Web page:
It’s fall in northern California. What’s that mean? It means chilly nights (mid to low 40s), foggy mornings, and sunny afternoons (low 60s). Not too shabby you might say. We’ve had two days of rain outside. News reports say we’re technically in a drought, but I beg to differ! It’s been practically raining everyday inside the boat. Humidity has been hovering around 65% and spikes closer to 80% when we’re sleeping, cooking, basically doing any activity that requires us to breathe. You may be asking yourself, what’s the big deal? Here are the top 10 reasons why high humidity is a bad thing, and the one reason why it’s good.
10. The walls are dripping like a slip-and-slide and opening the hatches causes a waterfall to flow into the boat, usually on my pillow
9. The shiny bronze I spent hours polishing this summer will be completely tarnished by the end of the winter
8. We have to open up the boat to “dry” it out when it’s cold outside (brrr!)
7. Our towels don’t dry completely. Ever.
6. Crawling into a bed that feels cold and damp is truly awful
5. We can no longer sprinkle salt (or any spice really) – it’s all one big clump
4. The boat smells weird
2. Suki looks grumpy all the time because her hair is frizzy and puffed up
1. I am grumpy because my hair is frizzy and puffed up
And the only reason humidity is good? My skin isn’t dry and itchy from the cold – it’s soft without using lotion.
The sales ad for our boat said the owner had a diesel heater in storage and it was part of the sale. What the ad should have said is the boat has a very small ceramic electric heater that will heat the area within 2 feet of it. Earlier this fall we bought a radiant heater from Lowe’s. It works great keeping the boat warm and it’s silent; however, it’s expensive to run and it barely keeps the humidity at 65%. We started running the cabin fans to circulate the air better and that’s kept the walls from dripping, but the portlights and the walls inside the cupboards are still damp/wet. Thankfully the days have been dry and warm enough that we can open up the boat and the humidity will decrease to about 45%, but as we get deeper into winter there will be days when we can’t do that.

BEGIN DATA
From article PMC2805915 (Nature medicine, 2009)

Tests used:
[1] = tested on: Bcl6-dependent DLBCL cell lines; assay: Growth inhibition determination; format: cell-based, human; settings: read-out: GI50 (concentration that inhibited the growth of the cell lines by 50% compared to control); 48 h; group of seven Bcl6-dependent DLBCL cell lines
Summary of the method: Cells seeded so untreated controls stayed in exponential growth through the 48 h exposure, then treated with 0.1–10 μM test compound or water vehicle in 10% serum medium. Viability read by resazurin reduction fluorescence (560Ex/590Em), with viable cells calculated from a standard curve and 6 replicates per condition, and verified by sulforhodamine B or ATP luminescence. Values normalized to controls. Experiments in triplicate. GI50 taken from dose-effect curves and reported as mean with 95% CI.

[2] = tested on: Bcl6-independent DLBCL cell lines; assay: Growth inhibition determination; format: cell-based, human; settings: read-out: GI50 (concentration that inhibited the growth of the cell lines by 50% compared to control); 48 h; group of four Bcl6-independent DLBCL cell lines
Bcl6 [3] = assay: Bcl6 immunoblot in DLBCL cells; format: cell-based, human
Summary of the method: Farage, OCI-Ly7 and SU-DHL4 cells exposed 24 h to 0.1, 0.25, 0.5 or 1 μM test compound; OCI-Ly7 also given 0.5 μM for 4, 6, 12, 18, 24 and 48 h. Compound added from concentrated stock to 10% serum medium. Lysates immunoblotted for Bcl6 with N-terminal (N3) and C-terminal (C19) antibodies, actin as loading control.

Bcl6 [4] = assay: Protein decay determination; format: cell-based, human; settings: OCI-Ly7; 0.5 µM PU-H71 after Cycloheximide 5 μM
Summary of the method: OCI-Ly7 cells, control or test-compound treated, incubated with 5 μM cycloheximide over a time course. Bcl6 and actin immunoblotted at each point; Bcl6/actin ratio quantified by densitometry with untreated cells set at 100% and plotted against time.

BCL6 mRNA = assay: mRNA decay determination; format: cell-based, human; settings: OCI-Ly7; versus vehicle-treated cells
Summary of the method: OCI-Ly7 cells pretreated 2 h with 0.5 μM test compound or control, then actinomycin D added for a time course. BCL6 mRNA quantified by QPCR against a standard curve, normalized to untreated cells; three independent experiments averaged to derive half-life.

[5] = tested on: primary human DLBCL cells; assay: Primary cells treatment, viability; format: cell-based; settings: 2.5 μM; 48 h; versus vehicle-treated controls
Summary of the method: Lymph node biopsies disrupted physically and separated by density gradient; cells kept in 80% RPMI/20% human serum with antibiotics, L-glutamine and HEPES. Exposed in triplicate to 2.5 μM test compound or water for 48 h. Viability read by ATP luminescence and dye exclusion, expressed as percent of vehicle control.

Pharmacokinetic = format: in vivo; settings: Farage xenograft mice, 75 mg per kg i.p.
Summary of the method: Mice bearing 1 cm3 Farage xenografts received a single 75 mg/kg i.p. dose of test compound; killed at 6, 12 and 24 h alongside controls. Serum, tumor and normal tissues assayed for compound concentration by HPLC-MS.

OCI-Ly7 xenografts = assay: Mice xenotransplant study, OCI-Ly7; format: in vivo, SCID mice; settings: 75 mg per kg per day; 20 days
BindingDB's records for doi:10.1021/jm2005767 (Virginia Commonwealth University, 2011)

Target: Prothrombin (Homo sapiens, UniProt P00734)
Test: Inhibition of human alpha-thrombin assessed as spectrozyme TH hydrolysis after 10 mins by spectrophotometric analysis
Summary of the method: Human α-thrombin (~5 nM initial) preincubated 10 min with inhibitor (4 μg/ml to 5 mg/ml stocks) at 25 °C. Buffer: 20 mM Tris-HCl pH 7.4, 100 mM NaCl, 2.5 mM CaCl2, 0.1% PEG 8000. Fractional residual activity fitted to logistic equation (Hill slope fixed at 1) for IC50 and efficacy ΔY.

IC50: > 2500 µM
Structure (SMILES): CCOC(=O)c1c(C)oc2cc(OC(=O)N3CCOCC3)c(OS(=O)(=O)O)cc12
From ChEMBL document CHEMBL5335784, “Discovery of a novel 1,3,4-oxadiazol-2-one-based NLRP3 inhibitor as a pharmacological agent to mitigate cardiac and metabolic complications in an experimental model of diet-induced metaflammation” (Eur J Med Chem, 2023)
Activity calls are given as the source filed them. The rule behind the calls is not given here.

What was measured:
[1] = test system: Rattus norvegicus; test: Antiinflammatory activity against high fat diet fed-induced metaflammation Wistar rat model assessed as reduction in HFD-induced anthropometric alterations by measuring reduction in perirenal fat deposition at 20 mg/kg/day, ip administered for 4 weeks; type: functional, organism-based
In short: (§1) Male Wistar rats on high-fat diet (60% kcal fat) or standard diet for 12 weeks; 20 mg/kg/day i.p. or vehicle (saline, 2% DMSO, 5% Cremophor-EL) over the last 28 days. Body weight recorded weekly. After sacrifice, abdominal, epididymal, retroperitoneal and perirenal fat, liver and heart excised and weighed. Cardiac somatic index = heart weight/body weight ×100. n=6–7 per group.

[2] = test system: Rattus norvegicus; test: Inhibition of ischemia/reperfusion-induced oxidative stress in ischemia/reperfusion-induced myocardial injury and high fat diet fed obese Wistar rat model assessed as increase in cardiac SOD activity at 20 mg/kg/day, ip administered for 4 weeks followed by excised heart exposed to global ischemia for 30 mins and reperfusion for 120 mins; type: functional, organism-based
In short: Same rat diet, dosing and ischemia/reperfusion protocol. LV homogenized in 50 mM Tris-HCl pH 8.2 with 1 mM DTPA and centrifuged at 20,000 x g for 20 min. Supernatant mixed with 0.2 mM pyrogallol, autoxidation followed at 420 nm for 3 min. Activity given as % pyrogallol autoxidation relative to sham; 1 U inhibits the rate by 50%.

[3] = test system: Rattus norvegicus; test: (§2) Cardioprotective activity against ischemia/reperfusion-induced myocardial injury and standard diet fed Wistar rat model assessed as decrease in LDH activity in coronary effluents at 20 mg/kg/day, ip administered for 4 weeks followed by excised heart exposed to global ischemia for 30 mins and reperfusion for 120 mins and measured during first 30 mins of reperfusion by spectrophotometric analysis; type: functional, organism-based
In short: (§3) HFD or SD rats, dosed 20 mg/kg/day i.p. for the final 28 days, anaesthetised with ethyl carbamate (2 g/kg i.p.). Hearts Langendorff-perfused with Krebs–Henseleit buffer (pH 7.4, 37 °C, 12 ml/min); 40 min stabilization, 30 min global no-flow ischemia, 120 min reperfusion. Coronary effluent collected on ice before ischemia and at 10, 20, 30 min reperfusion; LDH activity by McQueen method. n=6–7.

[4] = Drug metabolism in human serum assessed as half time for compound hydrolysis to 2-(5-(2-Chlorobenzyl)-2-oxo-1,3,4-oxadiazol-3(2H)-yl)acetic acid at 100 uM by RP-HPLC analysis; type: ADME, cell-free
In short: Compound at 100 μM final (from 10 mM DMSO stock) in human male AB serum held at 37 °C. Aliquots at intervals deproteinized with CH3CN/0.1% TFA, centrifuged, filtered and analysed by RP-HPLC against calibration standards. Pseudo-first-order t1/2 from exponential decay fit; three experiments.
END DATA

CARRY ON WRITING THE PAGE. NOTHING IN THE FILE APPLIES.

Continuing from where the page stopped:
We have a couple of air dryers and a Golden Rod that came with the boat. None of these works all that well. I think they are intended to work on a boat that isn’t occupied by humans or animals that breathe constantly.
Our next thought was to run the radiant heater on low all night with the cabin fans to circulate the warm air. This has been effective to a point, but it’s not great.
We considered buying a diesel heater because they are supposedly the most efficient and are a dry heat. The downside is the cost; over a thousand dollars and we’d have to cut a hole in the cabin top and install either a fuel pump or a day-tank.
I didn’t consider a propane heater because I read that they put a lot of moisture in the air which is exactly opposite of what we want. However, Dickinson Marine has solved this problem and their new propane heaters put out a dry heat. The downside is the cost (also over a thousand dollars) and drilling a hole in the cabin top.
What we settled on is a Frigidaire 50-pint per day dehumidifier we bought from Amazon for $209. It kind of works like an air conditioner except it doesn’t blow cold air. There’s a coil that condenses the moisture in the air, the condensate collects in a bin, and warm, dry air comes out the louvers on the top. Within the first two hours of running it we had about 2 cups of water in the bin. The specs say it will pull 4.6 amps/530 watts (AC). I’m assuming that’s with the fan on high-speed. In comparison, the radiant heater draws 1500 watts which is about 11 amps. In boat speak, that’s a huge difference. We can actually run the water heater at the same time we’re running the dehumidifier and not trip the dockside circuit breaker. Not so with the radiant heater. A dry boat is a happy boat. So far we give the dehumidifier a big thumbs up.